Saturday, November 10, 2007

Great moments in political rhetoric

In a Wall Street Journal editorial that was excerpted in yesterday’s Chicago Tribune, torture apologist Alan Dershowitz defended the efficacy of torture by writing the following:

There are some who claim that torture is a nonissue because it never works--it only produces false information. This is simply not true, as evidenced by the many decent members of the French Resistance who, under Nazi torture, disclosed the locations of their closest friends and relatives.

Now, guilt by association is of course fallacious- the fact that Nazis tortured people doesn’t prove it’s wrong. Still, if I were to offer one suggestion to Dershowitz-or, for that matter, anyone trying to influence the public- it would be this. Saying that something is a good idea because it worked when Hitler did it is probably not the best way to convince people. There’s a reason Mothers Against Drunk Driving generally doesn’t play up the fact that Hitler didn’t drink, for instance.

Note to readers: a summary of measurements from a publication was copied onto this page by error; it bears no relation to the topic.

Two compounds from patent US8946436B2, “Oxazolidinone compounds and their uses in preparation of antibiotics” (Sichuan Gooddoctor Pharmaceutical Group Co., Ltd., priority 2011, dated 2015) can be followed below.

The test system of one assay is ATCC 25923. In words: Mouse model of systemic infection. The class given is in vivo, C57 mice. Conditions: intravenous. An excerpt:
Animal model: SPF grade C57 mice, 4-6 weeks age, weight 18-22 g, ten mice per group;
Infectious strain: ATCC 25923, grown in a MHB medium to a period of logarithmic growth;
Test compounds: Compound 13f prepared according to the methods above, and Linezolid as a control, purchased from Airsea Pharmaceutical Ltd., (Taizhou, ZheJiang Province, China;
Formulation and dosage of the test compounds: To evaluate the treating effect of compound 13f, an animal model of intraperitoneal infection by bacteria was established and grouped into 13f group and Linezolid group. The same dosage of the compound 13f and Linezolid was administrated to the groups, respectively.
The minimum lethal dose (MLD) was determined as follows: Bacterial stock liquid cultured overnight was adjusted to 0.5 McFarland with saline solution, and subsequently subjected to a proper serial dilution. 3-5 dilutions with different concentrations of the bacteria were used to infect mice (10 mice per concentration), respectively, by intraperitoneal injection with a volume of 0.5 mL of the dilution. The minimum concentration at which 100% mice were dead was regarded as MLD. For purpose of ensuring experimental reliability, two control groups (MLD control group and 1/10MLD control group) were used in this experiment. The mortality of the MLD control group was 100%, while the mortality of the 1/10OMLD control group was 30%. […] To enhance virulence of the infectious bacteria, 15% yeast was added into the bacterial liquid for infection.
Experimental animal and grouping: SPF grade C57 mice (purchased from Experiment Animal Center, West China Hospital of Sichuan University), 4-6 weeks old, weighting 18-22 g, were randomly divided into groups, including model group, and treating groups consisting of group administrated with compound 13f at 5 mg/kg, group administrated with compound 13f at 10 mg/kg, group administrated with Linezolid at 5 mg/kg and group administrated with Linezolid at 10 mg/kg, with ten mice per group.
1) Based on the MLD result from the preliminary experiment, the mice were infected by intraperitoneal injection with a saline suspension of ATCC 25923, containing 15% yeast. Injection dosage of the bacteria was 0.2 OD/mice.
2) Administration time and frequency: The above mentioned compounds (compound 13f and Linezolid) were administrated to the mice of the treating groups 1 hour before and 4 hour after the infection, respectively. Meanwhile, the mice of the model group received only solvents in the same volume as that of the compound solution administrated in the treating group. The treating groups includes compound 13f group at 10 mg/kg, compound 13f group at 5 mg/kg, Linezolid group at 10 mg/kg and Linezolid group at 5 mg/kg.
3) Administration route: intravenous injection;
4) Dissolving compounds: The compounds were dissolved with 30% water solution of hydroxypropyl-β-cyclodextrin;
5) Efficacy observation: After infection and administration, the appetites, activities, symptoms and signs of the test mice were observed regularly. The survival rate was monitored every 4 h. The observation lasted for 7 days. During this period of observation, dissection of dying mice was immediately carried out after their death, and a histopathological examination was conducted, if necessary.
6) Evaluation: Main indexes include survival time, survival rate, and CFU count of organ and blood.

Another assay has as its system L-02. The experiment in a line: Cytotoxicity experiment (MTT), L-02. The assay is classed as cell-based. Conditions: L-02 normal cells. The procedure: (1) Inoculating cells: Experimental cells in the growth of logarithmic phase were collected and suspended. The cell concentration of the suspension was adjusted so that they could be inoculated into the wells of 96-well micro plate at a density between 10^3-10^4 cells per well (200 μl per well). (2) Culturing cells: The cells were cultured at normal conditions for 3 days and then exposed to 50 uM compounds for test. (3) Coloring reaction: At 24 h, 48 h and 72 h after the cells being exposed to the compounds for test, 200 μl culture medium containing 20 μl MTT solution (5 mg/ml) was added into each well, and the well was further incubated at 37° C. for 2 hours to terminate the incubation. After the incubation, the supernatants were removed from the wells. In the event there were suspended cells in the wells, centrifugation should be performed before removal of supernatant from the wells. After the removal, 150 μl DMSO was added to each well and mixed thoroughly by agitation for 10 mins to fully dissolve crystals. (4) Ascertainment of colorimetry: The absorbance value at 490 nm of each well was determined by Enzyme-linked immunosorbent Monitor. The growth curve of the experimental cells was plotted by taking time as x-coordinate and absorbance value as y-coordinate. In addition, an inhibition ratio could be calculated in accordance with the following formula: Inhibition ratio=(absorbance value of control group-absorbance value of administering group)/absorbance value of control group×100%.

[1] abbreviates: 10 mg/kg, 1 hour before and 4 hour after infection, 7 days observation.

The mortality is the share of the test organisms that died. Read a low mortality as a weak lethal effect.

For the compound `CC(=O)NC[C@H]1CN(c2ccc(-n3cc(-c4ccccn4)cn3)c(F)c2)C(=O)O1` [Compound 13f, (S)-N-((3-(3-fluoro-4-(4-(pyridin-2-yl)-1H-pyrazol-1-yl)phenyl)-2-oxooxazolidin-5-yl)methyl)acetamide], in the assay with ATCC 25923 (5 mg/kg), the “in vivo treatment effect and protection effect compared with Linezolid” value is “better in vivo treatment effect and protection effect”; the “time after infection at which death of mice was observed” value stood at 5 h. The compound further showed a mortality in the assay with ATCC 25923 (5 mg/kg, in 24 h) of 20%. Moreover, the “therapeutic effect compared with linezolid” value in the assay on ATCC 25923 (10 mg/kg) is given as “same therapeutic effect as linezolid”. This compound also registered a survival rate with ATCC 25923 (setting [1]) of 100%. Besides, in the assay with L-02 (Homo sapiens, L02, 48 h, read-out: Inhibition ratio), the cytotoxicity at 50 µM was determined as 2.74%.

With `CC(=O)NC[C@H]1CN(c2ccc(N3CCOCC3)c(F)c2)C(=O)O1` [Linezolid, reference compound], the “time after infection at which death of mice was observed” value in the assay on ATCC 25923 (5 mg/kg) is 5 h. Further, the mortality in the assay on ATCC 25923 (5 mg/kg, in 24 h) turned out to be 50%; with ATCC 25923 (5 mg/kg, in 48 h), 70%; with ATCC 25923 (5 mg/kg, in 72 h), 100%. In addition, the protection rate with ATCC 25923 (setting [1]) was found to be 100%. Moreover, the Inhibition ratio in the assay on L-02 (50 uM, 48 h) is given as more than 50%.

Of course, I’m not the one getting space in the Wall Street Journal, so what do I know?

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1 comment:

Anonymous said...

Unlike torture, there are a few others things that Hitler tried but didn't work out so well: State socialism, police state, the holocaust, invasion of Russia. Mind you, these are not per se bad! Just ineffective.